Windmills, Windpumps or Windpompe?

Leers, one of the obscure old brands that used to work in the Karoo.
Leers, one of the obscure old brands that used to work in the Karoo.

Text & Photographs by Chris Marais

People here in the Karoo are touchy about their windmills. Erm, windpumps.

In fact, a Northern Cape farmer once told us quite directly that the accurate word for this iconic water-bearing device is windpomp.

“But that’s the Afrikaans word for it,” we protested.

“I don’t give a royal ****,” he replied. “A windpomp is a windpomp. Finish en klaar.”

I nearly added the words “ou pel”, but I could see my timing would have been completely out. So we backed off, hopped in a bakkie and drove away.

There’s a guy here in Cradock who, every time I use the term “windpump” in my slideshow presentations, yells out:


Normally he’s a sane fellow, known far and wide locally for his sanguine personality. But not when it comes to this. It’s like he attends our slideshows for the sole purpose of keeping us honest in this regard.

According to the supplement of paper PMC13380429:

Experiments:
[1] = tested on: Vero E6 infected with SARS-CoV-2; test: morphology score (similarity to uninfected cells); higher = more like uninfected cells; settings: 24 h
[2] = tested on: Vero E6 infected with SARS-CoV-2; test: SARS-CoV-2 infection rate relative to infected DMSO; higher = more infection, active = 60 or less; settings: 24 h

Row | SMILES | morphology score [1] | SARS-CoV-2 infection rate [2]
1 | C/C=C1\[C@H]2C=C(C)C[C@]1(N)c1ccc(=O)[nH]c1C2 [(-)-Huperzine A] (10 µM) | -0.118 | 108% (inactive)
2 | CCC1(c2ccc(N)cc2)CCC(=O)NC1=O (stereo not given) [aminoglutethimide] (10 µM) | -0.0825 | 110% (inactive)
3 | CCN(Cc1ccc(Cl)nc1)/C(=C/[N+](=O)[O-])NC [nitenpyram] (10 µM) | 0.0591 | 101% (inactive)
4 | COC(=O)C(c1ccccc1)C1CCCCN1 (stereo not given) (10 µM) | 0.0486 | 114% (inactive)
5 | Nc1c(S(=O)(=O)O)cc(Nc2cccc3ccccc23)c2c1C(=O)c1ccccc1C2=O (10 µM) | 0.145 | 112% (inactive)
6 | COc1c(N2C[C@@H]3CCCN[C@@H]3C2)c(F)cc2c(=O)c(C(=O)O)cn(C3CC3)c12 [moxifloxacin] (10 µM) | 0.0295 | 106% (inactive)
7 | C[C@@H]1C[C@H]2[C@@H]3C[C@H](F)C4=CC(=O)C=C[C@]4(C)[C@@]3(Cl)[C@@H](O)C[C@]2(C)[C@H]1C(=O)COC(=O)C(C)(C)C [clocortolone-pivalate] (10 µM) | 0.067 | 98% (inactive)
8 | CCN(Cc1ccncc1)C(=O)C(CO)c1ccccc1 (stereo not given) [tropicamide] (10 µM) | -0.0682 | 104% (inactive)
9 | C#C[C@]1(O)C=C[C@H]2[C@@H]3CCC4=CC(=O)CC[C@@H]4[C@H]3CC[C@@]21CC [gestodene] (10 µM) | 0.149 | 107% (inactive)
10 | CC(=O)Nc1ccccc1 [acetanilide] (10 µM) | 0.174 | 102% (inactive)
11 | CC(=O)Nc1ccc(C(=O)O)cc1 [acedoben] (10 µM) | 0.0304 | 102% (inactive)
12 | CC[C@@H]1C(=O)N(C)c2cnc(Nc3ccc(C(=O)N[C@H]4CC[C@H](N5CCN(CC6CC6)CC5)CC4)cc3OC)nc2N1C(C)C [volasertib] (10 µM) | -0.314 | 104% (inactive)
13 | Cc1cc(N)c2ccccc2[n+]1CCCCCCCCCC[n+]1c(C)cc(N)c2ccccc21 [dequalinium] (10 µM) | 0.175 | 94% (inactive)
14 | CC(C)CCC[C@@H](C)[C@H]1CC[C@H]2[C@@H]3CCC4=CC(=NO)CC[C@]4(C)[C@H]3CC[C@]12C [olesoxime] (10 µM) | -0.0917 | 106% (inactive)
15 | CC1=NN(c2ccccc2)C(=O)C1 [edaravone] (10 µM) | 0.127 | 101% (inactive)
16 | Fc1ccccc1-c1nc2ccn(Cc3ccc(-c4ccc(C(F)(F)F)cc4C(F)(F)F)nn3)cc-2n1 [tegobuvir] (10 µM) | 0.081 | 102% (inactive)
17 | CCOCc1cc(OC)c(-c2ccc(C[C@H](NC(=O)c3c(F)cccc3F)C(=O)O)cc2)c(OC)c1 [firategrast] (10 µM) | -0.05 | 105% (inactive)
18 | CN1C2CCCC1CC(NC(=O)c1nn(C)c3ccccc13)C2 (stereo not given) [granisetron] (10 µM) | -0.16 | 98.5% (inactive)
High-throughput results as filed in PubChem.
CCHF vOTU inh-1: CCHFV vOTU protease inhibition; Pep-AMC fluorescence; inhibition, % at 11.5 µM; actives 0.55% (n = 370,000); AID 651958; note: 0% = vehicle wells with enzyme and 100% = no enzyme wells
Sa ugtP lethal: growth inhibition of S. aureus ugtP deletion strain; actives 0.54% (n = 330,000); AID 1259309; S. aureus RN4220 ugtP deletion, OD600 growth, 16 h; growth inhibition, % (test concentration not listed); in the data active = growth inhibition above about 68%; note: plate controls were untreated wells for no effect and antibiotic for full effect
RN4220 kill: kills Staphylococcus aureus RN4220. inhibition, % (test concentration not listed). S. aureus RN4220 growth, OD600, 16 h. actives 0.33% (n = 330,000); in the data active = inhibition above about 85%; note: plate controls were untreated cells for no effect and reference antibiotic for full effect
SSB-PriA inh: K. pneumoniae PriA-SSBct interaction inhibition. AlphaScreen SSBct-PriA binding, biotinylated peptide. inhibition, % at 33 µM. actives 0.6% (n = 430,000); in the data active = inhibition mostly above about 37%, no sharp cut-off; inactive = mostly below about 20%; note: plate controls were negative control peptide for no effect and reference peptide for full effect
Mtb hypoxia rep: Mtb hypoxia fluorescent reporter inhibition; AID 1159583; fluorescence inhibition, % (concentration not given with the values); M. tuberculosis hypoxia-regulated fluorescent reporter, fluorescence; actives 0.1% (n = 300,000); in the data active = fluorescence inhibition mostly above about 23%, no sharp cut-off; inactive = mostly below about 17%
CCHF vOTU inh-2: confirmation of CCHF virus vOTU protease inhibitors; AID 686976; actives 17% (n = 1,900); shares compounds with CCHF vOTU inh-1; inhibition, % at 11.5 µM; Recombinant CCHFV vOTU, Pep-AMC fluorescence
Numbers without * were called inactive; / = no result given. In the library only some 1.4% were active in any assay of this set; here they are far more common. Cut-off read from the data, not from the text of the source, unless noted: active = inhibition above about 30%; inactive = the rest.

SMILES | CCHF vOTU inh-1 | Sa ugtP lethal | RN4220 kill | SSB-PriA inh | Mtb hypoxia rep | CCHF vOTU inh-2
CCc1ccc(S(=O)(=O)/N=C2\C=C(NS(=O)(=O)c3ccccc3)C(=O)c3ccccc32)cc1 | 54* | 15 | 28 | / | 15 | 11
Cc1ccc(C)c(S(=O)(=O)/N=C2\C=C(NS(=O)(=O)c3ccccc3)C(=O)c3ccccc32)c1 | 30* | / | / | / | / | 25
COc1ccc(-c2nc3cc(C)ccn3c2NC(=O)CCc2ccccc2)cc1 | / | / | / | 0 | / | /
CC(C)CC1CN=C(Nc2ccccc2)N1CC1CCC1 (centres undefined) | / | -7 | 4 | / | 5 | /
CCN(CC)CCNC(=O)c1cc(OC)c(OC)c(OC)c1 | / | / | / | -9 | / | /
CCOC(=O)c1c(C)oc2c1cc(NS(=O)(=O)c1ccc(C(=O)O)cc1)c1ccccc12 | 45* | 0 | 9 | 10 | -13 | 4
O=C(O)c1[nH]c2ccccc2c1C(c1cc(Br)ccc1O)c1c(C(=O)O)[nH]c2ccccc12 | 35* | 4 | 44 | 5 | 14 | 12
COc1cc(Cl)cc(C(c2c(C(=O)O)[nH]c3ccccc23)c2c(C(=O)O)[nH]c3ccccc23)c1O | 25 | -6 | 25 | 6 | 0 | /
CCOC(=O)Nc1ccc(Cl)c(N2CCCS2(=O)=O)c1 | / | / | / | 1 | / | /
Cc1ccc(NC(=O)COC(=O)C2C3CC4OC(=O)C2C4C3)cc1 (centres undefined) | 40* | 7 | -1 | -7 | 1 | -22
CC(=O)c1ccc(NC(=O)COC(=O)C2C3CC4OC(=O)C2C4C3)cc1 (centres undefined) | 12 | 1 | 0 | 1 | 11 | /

He says it’s because Jules and I have Huguenot Afrikaans roots that we won’t say “windmill”.

Lone windmill outside Colesberg in the Northern Cape.

So for our new book, Road Tripper Eastern Cape Karoo, we gave in to the popular romantic version and avoided the word “windpump”, just like we never used the word “tourist”.

So it’s all about travellers having picnics under roadside windmills, which is just fine by us.

For those with interest, the word “windmill” accurately refers to a milling apparatus, like the old mills of Holland.

Perhaps the most precise – if long-winded – term is “water pumping mill”. Whatever. A steel flower by any other name would still make the water flow just as sweetly.

lowcovers0003Road Tripper Eastern Cape Karoo can be purchased from Karoo Space or at most farm stalls, erm padstalle, as well as selected shops in towns and villages in the region.


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